As the cabbie drove us to London’s Heathrow Airport, he told us his story. He had come alone to the United Kingdom at age fifteen, seeking to escape war and deprivation. Now, eleven years later, he has a family of his own and is able to provide for them in ways unavailable in his native land. But he laments that he’s still separated from his parents and siblings. He told us that he has had a hard journey that won’t be complete until he’s reunited with his family.
Being separated from our loved ones in this life is hard, but losing a loved one in death is much harder and creates a sense of loss that won’t be made right until we’re reunited with them. When the new believers at Thessalonica wondered about such losses, Paul wrote, “Brothers and sisters, we do not want you to be uninformed about those who sleep in death, so that you do not grieve like the rest of mankind, who have no hope” (1 Thessalonians 4:13). He explained that as believers in Jesus, we can live in expectation of a wonderful reunion—together forever in the presence of Christ (v. 17).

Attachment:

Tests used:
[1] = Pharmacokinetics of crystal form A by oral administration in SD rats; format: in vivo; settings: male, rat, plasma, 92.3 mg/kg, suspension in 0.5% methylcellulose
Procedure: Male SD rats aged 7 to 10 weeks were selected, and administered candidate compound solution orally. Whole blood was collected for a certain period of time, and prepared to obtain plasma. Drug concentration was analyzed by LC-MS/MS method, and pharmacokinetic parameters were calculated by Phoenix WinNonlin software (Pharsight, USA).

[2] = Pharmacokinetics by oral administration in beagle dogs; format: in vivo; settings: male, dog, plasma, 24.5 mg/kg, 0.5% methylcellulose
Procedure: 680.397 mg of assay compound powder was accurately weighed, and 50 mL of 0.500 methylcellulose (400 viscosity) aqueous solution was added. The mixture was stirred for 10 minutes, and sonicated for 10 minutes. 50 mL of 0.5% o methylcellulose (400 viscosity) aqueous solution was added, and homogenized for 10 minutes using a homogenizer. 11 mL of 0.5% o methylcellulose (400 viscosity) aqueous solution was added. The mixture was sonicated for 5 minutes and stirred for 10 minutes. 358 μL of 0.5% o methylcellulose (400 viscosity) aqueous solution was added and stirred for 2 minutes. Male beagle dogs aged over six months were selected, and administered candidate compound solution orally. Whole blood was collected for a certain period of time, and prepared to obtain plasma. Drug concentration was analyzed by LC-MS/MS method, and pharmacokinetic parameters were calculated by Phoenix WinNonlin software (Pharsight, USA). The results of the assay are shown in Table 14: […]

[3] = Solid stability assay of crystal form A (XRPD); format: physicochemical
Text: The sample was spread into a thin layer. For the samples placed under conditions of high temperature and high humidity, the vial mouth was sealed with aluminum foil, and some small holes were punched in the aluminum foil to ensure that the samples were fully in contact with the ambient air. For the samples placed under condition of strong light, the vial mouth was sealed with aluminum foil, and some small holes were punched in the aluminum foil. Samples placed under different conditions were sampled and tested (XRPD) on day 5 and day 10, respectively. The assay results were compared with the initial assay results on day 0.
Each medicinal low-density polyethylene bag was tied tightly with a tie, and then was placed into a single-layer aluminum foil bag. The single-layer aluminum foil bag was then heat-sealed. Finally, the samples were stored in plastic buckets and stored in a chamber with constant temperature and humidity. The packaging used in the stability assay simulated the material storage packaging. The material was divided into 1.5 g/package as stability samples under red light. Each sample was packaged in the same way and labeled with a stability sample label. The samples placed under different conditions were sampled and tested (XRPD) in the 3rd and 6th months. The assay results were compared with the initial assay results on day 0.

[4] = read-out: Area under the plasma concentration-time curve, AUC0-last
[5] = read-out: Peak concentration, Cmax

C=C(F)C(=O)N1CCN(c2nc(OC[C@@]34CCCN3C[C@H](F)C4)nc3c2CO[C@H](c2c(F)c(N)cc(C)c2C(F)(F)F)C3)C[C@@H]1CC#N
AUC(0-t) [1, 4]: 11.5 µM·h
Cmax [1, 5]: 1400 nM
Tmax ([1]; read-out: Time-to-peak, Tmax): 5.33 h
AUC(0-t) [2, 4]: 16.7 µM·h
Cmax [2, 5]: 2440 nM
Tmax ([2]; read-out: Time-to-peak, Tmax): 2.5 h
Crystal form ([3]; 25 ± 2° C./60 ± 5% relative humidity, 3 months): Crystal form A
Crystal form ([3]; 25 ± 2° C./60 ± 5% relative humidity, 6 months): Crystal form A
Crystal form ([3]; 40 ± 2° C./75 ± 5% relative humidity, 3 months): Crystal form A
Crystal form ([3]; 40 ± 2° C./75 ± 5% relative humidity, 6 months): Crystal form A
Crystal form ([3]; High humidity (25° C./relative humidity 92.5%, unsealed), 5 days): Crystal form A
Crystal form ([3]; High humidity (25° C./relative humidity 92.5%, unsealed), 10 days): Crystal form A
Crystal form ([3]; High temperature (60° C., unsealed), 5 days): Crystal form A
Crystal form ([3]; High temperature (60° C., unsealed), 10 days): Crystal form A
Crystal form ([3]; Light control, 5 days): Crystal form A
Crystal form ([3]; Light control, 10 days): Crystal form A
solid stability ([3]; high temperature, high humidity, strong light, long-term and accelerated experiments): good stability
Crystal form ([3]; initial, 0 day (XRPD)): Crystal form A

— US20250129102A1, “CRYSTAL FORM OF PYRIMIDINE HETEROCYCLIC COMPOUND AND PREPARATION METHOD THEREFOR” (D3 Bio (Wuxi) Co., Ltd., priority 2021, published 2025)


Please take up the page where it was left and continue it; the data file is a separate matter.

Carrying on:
Few experiences mark us so deeply as the separations we endure, but in Jesus we have hope of being reunited. And in the midst of grief and loss we can find the comfort (v. 18) we need in that enduring promise.